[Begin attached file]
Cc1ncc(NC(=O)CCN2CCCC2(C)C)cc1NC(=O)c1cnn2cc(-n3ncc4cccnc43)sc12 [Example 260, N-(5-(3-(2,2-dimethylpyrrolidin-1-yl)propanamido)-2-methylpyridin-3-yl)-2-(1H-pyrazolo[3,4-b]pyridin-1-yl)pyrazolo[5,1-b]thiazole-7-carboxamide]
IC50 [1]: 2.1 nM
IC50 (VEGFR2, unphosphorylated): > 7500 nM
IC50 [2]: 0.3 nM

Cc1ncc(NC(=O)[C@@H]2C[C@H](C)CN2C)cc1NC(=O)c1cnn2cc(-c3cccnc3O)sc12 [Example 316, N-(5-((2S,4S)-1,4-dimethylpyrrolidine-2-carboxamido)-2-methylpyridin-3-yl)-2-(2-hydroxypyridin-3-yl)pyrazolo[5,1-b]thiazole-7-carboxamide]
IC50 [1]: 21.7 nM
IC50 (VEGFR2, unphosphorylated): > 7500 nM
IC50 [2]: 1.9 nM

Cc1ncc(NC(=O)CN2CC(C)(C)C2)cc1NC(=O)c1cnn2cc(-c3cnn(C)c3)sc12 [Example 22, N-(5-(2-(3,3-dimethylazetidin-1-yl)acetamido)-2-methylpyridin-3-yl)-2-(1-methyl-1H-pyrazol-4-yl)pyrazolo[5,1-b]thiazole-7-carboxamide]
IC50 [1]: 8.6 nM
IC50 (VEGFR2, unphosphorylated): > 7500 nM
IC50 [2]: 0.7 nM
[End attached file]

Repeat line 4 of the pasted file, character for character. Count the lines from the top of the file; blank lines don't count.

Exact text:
IC50 [2]: 0.3 nM